With less than 2 months until the transition period ends, there has yet to be a deal between the EU and the UK. It is becoming increasingly possible that we will be leaving the EU without a deal. In this article, I will explain what this means for UK businesses in terms of EU customers, suppliers, imports, exports, and VAT.
Although January 1st 2021 is approaching fast, Brexit talks are nowhere near completed. Even if a deal is agreed upon in the coming weeks, there will still be talks and negotiations for months, and maybe even years to come.
What is happening with Brexit right now?
As of January 31st 2020, the UK left the EU and entered a “transition period” lasting for 11 months until January 1st 2021. During this time, the EU and the UK were to negotiate a “deal” which would apply after the transition period.
The negotiations are mostly about trade, but also many other issues including the movement of people, state aid, travel, finance, and border issues (specifically between Northern Ireland and the Republic of Ireland).
As of mid-November, no agreement has been reached after several months of negotiations. If an agreement has not been reached by December, businesses and individuals should start preparing for a hard (no-deal) Brexit.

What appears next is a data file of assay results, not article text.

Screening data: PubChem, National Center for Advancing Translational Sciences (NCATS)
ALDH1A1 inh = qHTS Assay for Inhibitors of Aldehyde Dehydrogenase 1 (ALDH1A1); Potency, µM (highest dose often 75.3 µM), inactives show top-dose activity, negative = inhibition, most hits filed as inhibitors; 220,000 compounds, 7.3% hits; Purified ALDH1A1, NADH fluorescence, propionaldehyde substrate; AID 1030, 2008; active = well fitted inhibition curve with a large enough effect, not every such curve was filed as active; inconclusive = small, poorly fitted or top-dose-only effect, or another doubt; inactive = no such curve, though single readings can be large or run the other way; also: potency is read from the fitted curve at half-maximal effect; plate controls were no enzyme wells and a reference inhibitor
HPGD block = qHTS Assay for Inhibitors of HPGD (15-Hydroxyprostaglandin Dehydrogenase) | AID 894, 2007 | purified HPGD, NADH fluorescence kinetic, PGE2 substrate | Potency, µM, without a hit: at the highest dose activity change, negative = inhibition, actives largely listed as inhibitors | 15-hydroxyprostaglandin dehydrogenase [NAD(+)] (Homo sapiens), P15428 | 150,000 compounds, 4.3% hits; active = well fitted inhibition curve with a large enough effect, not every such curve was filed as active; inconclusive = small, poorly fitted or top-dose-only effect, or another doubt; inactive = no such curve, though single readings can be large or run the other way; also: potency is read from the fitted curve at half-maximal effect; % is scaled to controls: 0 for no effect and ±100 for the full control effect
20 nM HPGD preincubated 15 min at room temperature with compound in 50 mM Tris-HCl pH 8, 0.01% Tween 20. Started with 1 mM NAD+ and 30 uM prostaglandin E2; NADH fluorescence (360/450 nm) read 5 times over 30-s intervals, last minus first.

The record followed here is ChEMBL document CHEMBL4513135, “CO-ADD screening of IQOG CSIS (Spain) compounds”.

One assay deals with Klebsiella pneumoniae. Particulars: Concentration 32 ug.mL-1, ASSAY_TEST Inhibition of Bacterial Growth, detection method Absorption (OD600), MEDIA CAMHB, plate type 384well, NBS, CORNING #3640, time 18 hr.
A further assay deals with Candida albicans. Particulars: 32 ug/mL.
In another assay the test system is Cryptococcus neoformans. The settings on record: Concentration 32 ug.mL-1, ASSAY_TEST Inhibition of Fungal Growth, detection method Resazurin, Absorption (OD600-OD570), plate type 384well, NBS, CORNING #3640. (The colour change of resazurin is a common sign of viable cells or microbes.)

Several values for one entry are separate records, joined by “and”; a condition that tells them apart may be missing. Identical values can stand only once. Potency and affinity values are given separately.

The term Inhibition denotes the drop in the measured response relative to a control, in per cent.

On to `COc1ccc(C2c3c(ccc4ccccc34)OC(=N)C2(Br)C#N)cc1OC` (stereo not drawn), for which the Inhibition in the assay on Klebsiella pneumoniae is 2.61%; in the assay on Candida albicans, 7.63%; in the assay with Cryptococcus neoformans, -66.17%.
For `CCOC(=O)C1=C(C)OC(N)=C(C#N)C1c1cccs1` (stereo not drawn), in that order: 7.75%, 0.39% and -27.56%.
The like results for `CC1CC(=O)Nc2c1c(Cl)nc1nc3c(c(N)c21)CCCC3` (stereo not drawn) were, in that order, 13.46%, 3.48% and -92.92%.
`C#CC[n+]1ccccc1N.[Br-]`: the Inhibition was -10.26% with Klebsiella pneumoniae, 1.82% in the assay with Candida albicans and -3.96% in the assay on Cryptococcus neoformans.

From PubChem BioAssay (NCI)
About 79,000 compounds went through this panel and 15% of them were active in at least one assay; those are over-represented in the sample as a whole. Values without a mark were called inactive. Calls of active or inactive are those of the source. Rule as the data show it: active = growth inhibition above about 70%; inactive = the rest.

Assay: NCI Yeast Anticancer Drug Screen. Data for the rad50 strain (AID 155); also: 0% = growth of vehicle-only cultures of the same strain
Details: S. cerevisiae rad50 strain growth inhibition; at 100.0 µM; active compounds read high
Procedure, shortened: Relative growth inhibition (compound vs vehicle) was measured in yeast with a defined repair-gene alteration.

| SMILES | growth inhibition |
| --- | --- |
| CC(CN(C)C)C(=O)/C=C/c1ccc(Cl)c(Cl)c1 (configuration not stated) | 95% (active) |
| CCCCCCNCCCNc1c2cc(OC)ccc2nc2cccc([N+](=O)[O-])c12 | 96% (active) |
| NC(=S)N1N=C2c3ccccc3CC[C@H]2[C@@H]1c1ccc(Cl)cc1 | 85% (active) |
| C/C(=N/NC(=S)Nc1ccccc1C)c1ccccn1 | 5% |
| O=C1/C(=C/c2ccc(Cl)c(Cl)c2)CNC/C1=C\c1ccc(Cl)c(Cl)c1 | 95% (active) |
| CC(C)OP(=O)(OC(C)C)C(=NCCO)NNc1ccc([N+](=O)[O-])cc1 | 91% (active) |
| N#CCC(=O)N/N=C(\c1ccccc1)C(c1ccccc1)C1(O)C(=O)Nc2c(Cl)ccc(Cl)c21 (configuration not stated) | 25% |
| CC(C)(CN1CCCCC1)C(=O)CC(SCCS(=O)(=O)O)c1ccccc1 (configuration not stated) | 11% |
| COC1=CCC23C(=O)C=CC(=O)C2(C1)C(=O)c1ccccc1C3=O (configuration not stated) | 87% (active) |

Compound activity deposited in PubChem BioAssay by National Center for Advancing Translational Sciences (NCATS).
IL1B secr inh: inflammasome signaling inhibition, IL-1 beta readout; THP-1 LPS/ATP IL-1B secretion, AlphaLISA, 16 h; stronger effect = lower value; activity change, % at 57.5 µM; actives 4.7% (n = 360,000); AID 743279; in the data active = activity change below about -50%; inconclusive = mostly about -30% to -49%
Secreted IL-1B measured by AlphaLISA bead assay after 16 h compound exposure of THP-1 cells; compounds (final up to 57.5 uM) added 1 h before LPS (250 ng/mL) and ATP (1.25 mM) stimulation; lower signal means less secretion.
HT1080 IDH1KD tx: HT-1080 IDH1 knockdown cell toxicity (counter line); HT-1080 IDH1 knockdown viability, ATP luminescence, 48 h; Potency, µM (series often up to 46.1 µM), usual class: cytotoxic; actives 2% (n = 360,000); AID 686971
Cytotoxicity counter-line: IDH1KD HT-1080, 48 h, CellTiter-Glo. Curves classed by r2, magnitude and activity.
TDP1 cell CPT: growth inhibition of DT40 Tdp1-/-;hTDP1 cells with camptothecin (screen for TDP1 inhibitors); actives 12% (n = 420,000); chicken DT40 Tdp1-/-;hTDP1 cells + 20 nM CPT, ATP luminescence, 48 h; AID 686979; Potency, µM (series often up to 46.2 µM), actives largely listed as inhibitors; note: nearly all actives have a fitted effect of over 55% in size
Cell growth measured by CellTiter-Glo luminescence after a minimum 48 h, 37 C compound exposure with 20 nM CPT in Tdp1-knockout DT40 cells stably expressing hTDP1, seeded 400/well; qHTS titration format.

What does a no-deal Brexit actually mean?
If no deal is reached between the UK and the EU, then on January 1st 2021, the UK will leave the European single market and customs union. This means that free trade between the UK and the EU will not be allowed, and the UK will be considered a non-EU country.
In a no-deal scenario, all UK imports and exports will be subject to tariffs and customs checks. We will likely see currency fluctuations and the prices of UK goods increase.
There is still a lot of uncertainty around what exactly will happen. The UK is still trying to pass its “Internal Market Bill” which has been viewed as breaking international law. If the bill is passed, then this may result in a hard border between Northern Ireland and the Republic of Ireland, as well as tensions between the UK and many other countries.
The Internal Market Bill was introduced to allow barrier-free trade between all 4 UK nations. However, the Brexit withdrawal agreement stated that Northern Ireland would remain in the customs union and that the border would instead be placed in the Irish sea. This meant that tariffs would be applied on goods entering Great Britain from Northern Ireland (and vice versa).
The UK and the EU have already agreed that in a no deal scenario, Northern Ireland would continue to be in the customs union until an agreement is reached surrounding that aspect of Brexit.
What should my UK business do to prepare for a no-deal Brexit?
At this stage, it’s a waiting game to see if a deal will be reached. If by December no announcements have been made, then you can assume that it will be a hard Brexit and start preparing accordingly.
Several businesses have already moved their operations and staff to EU member countries in anticipation of a no-deal scenario.
Please be aware that the following information is for Great Britain businesses only. For Northern Irish businesses, please go to the UK government website for more information.
Get an EORI number